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NIH Grants to Support Research on Reducing Stigma as a Barrier to Infectious Disease Care

By Maryland Today Staff

Supported by two recent grants from the National Institutes of Health (NIH), a University of Maryland research team will partner with the South African Medical Research Council to focus on how disease stigma affects tuberculosis (TB) and HIV patients in South Africa, home to the largest number of people living with HIV/AIDS and one of the highest rates of TB globally.

The same community health workers deployed to interact with HIV and TB patients are now charged with doing home-based testing for COVID-19, which is prevalent and increasing in South Africa.

“Although our grant proposals were submitted prior to COVID-19, these projects will give us an opportunity to support health care workers in interacting with patients who have mental health and substance use problems, which we know are at high risk for increasing during and following the COVID-19 pandemic,” said Jessica Magidson, an assistant psychology professor at UMD and a lead investigator on both research projects.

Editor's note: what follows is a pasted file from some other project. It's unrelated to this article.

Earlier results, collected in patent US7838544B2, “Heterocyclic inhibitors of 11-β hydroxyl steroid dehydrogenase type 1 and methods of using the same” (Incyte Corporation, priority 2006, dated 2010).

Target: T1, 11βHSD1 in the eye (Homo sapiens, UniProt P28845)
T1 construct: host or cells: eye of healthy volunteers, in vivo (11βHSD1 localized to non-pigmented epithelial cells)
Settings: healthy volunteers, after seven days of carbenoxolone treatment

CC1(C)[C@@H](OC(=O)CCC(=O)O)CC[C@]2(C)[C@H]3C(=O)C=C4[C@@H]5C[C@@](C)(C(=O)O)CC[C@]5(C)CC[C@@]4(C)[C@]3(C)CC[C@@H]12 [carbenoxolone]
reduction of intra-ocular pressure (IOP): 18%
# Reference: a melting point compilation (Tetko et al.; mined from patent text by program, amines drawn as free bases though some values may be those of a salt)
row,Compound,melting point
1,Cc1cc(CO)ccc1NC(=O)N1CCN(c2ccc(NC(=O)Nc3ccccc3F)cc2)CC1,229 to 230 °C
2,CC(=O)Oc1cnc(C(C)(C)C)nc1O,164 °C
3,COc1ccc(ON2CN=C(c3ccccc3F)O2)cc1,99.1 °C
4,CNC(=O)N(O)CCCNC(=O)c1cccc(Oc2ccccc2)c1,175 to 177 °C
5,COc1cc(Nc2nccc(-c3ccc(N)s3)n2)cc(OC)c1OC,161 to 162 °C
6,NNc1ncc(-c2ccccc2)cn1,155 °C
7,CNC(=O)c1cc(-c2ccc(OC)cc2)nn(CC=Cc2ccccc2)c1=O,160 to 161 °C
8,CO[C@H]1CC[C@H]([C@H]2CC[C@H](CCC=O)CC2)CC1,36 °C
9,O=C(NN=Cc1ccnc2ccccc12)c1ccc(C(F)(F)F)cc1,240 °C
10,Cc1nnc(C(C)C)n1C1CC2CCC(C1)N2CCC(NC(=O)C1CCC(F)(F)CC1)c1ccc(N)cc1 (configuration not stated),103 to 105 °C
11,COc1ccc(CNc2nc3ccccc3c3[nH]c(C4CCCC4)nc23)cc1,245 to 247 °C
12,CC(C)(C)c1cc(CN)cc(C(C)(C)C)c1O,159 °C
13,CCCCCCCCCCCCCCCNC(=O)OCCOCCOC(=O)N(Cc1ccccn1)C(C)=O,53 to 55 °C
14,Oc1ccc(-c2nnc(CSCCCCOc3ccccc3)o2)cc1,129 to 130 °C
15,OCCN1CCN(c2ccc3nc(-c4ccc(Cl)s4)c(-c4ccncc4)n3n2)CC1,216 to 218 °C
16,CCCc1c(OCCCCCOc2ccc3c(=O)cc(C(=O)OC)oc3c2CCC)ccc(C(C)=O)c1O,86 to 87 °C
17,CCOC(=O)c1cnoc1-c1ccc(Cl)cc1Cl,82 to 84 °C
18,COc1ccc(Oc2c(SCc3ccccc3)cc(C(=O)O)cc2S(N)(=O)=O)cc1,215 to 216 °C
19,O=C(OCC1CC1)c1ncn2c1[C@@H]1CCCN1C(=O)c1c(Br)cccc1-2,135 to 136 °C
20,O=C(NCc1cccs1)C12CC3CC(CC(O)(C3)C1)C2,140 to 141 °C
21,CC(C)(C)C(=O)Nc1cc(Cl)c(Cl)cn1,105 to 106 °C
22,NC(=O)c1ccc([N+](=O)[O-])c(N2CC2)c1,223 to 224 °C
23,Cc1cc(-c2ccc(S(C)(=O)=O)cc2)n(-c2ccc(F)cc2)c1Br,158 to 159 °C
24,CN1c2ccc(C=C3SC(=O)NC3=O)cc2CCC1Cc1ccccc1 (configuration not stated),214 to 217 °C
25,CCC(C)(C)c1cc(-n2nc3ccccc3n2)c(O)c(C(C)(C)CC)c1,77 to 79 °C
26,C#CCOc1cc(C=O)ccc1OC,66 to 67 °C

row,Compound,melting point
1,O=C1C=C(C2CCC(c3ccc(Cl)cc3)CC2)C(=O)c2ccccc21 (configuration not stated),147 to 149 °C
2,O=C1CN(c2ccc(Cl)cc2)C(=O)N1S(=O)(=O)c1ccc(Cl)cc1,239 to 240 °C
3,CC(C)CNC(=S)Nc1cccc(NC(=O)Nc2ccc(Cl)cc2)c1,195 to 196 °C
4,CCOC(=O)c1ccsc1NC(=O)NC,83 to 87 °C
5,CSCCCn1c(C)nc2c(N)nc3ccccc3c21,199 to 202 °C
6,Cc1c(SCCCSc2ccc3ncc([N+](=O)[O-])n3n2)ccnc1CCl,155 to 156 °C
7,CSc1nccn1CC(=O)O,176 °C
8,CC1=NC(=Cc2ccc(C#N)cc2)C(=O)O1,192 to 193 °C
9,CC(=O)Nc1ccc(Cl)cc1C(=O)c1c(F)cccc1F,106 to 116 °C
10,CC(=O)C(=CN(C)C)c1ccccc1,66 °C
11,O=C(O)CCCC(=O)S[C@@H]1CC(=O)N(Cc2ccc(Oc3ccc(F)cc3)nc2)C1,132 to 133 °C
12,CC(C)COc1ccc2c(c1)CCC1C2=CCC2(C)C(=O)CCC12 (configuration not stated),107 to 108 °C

• One project, supported by a $600,000 award from the National Institute of Mental Health, involves training community health workers making home visits to HIV and TB patients who have missed clinic appointments. The program aims to reduce stigma around mental health and substance use and develop effective ways to re-engage patients who are struggling with these problems.
  • The second project, funded by a $360,000 award from the National Institute on Drug Abuse and the Fogarty International Center at NIH, will evaluate how to integrate people with a personal history of substance use into HIV care teams, a strategy that Magidson’s team has been evaluating in the U.S. in response to the opioid crisis.

In addition to Magidson, Bronwyn Myers from the South African Medical Research Council will serve as a co-principal investigator on both research projects. Other UMD team members include Charles Ma, assistant professor of epidemiology and biostatistics, postdoctoral fellow Jennifer Belus in psychology, and clinical psychology doctoral students Kristen Regenauer and Alix Rose.

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